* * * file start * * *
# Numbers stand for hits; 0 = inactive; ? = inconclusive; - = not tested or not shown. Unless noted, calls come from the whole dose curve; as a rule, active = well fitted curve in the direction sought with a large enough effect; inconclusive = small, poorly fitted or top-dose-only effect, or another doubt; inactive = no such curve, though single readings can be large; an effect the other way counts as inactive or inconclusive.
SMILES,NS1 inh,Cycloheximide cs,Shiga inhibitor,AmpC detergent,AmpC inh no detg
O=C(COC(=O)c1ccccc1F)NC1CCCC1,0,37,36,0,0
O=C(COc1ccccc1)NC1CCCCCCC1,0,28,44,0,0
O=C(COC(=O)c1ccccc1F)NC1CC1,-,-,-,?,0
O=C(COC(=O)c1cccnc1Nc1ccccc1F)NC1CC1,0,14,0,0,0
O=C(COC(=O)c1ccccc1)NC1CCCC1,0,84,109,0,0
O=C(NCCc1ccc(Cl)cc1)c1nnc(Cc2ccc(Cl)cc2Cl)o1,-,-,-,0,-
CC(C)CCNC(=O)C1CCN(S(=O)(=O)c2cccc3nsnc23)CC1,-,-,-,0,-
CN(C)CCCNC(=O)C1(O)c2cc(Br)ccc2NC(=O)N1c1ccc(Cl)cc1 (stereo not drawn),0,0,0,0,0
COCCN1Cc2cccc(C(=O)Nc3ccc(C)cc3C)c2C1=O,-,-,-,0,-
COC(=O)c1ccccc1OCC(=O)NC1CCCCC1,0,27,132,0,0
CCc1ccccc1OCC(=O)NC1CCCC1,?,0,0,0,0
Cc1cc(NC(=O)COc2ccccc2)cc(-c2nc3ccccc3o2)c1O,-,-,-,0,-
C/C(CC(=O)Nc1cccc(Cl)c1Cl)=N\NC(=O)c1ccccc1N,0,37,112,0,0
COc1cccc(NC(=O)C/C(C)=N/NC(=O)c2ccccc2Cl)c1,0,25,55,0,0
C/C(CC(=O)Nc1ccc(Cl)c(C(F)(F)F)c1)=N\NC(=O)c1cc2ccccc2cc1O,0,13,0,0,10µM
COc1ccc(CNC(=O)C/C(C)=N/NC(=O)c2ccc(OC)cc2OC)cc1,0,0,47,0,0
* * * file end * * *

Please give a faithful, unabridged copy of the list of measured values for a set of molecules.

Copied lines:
# Numbers stand for hits; 0 = inactive; ? = inconclusive; - = not tested or not shown. Unless noted, calls come from the whole dose curve; as a rule, active = well fitted curve in the direction sought with a large enough effect; inconclusive = small, poorly fitted or top-dose-only effect, or another doubt; inactive = no such curve, though single readings can be large; an effect the other way counts as inactive or inconclusive.
SMILES,NS1 inh,Cycloheximide cs,Shiga inhibitor,AmpC detergent,AmpC inh no detg
O=C(COC(=O)c1ccccc1F)NC1CCCC1,0,37,36,0,0
O=C(COc1ccccc1)NC1CCCCCCC1,0,28,44,0,0
O=C(COC(=O)c1ccccc1F)NC1CC1,-,-,-,?,0
O=C(COC(=O)c1cccnc1Nc1ccccc1F)NC1CC1,0,14,0,0,0
O=C(COC(=O)c1ccccc1)NC1CCCC1,0,84,109,0,0
O=C(NCCc1ccc(Cl)cc1)c1nnc(Cc2ccc(Cl)cc2Cl)o1,-,-,-,0,-
CC(C)CCNC(=O)C1CCN(S(=O)(=O)c2cccc3nsnc23)CC1,-,-,-,0,-
CN(C)CCCNC(=O)C1(O)c2cc(Br)ccc2NC(=O)N1c1ccc(Cl)cc1 (stereo not drawn),0,0,0,0,0
COCCN1Cc2cccc(C(=O)Nc3ccc(C)cc3C)c2C1=O,-,-,-,0,-
COC(=O)c1ccccc1OCC(=O)NC1CCCCC1,0,27,132,0,0
CCc1ccccc1OCC(=O)NC1CCCC1,?,0,0,0,0
Cc1cc(NC(=O)COc2ccccc2)cc(-c2nc3ccccc3o2)c1O,-,-,-,0,-
C/C(CC(=O)Nc1cccc(Cl)c1Cl)=N\NC(=O)c1ccccc1N,0,37,112,0,0
COc1cccc(NC(=O)C/C(C)=N/NC(=O)c2ccccc2Cl)c1,0,25,55,0,0
C/C(CC(=O)Nc1ccc(Cl)c(C(F)(F)F)c1)=N\NC(=O)c1cc2ccccc2cc1O,0,13,0,0,10µM
COc1ccc(CNC(=O)C/C(C)=N/NC(=O)c2ccc(OC)cc2OC)cc1,0,0,47,0,0